I just got around to watching the 5th season premier of True Blood, one of my ultimate faves. I started the books last year--total guilty pleasure, because they're nothing like the HBO series, I listen to books while I paint and Johanna Parker's voice is perf so sue me--enough self defense. Anyway, I know it's about 5 years late, but I've always admired the custom type they use in the title sequence. I've written before
about my love for "hand-built" (I like that better than hand-written) type.
Mimicking is one of the primary ways of learning, and I always obsessed about copying things when I was young: first the Looney Tunes cartoons (don't worry I submitted a tall stack to my 1st grade art teacher before the school year began so she knew I wasn't there to dick around), then the Archie Comics, then Spider-Man, then holy shit Space Jam, illustrations in magazines (does anyone remember GIRL magazine?), then onto fine art and carrying around Drawing the Head & Figure by Jack Hamm and his naked wife and drawing naked women constantly (one of the many reasons I've given my parents to question my heterosexuality), and also trying to replicate common typefaces. See, I'm not a doodler, I never have been able to understand how people "doodle" casually. Maybe I'm not creative or free enough? It's very likely. So when I see an unfamiliar typeface I automatically try to dissect and replicate it. I like type so much because it has a method, but that method is unique to each set of type. There are literally rules upon rules within type sets, and the challenge of recognizing, interpreting, and adhering to those on my own is fun for me. If people enjoy Sudoku I can enjoy this. But I'll never perfectly emulate most of it, because I'll never be a press or a computer no matter how much I empathize with robots.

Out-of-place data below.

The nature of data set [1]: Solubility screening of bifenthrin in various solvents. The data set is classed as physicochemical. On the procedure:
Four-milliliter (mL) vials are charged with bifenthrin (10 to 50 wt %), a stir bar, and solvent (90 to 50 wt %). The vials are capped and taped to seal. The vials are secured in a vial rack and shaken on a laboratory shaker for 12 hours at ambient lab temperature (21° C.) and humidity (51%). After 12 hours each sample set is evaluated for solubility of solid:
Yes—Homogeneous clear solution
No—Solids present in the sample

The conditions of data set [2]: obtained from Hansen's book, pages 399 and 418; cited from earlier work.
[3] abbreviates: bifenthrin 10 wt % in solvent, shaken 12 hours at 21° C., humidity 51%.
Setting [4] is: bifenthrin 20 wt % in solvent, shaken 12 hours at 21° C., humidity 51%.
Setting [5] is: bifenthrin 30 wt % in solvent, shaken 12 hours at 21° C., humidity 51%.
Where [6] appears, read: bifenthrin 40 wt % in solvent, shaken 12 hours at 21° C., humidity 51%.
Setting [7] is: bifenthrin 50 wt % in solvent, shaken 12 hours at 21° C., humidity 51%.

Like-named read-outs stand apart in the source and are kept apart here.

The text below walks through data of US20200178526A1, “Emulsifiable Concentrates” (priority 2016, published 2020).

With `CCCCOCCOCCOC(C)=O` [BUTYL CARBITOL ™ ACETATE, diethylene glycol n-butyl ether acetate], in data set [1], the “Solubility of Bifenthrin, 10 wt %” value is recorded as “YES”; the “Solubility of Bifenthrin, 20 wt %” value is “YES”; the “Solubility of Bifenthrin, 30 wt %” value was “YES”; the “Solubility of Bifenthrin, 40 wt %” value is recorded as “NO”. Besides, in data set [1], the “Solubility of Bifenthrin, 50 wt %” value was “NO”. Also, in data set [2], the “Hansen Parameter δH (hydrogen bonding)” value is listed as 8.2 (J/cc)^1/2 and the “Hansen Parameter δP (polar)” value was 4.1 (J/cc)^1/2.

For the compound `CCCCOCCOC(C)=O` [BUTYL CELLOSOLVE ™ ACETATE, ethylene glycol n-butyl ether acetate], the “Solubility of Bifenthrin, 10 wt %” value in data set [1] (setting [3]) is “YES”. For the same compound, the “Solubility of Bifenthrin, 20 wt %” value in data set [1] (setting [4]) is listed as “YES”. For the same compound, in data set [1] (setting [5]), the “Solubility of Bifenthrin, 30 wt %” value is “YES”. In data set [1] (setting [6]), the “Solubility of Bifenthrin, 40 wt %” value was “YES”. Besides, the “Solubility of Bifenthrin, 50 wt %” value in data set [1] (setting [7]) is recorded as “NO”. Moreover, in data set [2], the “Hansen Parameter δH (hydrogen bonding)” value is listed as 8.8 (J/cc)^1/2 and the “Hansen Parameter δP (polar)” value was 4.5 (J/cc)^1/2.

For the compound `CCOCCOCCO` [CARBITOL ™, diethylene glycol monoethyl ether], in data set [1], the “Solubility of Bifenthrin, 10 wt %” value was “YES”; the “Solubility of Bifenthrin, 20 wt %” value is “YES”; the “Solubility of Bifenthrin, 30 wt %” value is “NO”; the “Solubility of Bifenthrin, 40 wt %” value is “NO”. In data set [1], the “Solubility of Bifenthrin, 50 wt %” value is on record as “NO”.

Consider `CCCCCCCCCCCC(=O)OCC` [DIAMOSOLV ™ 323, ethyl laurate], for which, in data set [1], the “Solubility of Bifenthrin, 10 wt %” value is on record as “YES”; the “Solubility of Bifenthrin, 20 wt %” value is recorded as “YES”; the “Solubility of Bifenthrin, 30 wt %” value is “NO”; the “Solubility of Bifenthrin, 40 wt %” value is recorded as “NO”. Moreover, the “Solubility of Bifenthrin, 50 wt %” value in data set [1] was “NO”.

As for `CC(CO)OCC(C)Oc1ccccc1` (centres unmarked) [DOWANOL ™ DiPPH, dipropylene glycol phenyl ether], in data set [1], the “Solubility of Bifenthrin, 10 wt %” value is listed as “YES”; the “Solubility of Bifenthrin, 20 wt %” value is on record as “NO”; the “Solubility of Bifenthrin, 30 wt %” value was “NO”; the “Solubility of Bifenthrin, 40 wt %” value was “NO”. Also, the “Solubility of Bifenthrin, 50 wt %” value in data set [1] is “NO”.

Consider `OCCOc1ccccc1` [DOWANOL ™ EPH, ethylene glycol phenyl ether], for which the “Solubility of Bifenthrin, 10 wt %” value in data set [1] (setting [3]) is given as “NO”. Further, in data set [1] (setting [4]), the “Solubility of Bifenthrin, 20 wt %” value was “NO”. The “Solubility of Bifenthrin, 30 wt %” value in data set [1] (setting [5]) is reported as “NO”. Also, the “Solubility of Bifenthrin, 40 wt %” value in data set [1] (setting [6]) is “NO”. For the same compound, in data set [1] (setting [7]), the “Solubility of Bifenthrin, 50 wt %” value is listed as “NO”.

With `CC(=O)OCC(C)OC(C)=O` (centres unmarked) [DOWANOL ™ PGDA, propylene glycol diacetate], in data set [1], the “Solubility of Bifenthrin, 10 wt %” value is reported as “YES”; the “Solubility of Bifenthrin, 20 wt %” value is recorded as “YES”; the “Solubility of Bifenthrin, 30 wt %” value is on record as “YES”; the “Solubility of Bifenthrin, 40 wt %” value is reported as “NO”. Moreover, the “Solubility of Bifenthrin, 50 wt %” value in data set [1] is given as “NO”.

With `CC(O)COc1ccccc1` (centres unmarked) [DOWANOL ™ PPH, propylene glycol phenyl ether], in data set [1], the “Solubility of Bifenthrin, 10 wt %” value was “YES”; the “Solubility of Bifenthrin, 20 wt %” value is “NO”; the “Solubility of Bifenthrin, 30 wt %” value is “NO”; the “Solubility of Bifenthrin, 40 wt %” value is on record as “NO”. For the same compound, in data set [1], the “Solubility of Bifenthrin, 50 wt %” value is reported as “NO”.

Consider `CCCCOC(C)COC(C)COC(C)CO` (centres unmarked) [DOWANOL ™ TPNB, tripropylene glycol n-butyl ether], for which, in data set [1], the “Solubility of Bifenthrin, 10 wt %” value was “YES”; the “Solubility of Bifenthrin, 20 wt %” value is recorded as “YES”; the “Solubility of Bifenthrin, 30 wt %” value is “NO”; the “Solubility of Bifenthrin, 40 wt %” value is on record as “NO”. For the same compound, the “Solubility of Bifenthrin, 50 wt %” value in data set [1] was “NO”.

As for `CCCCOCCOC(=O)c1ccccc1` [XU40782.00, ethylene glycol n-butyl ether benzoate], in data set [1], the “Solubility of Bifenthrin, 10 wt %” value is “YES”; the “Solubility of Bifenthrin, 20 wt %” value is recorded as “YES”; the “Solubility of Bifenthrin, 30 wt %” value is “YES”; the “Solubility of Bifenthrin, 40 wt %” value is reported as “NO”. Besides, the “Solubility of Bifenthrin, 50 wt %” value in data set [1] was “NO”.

Camm Rowland is the hirsute stud behind the True Blade and True Gothic typefaces that come together for the title graphics. I mean, you can google this guy and find stuff other people have said, or you can go to his site which is literally just this
? Draw your own conclusions. I interpreted the style as something derived from the kind of hand-made signage you see in rural spots that is usually found outside tiny businesses and I always think of the owner's brother or someone painstakingly drawing out their sign. It's so unique because it seems to me like it takes a drawing from an adult that doesn't draw, or at least not professionally, and makes it necessary, important, public, and permanent. Doing my homework I read that Rowland did base True Blade/Gothic off of amateur roadside signage.
In addition to the text, the imagery in the opening sequence is magical, creepy, gross, cozy, familiar, ordinary, sexy, dark, earnest, spiritual, cynical etc. All adjectives that fall under the Southern Gothic genre. It's so nuanced, for example: aren't the glow sticks brilliant? I don't know how much of this was deliberate and how much was just observed and documented because this is a pretty stone-cold pack of genius Yankee nerds that made it. And I appreciate it that they never leaned on New Orleans-y "things" to explain the cultural identity of northern Louisiana, because they don't transfer. The piece is filmed in a zillion different formats, and until I watched the making-of clip I presumed they used archival footage in the mix. Also the choice to resist using high-falootin' techno wizardry is timeless. The team behind it, Rama Allen, Matt Mulder, Shawn Fedorchuk, and Camm Rowland, also did the opening sequences for Six Feet Under and Dexter, which are also wonderful. Total duh.
Sometimes when I'm waitressing I pretend I'm Sookie Stackhouse. Don't judge. It helps me get by.